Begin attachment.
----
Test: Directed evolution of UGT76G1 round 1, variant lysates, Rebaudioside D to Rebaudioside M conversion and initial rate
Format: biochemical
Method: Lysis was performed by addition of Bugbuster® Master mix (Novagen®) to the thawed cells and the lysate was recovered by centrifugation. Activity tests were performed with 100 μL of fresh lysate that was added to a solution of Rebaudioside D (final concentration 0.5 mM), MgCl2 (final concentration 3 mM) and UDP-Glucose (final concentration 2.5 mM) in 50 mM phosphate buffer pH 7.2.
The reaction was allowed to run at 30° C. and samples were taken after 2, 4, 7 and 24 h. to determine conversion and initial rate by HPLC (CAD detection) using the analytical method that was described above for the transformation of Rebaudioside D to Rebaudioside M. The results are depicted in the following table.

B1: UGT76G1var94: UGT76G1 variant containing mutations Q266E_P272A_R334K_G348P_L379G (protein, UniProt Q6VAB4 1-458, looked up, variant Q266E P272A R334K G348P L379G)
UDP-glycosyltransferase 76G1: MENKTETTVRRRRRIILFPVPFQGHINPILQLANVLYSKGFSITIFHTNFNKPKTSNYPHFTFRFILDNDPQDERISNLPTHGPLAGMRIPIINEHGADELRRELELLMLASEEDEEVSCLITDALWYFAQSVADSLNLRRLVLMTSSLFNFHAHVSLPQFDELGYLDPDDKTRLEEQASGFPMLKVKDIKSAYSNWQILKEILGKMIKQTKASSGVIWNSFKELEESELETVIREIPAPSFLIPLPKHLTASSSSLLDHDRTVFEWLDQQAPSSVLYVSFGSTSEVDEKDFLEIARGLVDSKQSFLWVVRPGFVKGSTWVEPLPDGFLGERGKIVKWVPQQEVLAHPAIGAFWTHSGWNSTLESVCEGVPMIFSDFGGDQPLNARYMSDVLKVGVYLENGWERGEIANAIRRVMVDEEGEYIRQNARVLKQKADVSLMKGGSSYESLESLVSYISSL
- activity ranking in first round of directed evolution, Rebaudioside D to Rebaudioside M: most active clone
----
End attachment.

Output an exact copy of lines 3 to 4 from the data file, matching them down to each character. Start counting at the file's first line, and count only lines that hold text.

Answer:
Method: Lysis was performed by addition of Bugbuster® Master mix (Novagen®) to the thawed cells and the lysate was recovered by centrifugation. Activity tests were performed with 100 μL of fresh lysate that was added to a solution of Rebaudioside D (final concentration 0.5 mM), MgCl2 (final concentration 3 mM) and UDP-Glucose (final concentration 2.5 mM) in 50 mM phosphate buffer pH 7.2.
The reaction was allowed to run at 30° C. and samples were taken after 2, 4, 7 and 24 h. to determine conversion and initial rate by HPLC (CAD detection) using the analytical method that was described above for the transformation of Rebaudioside D to Rebaudioside M. The results are depicted in the following table.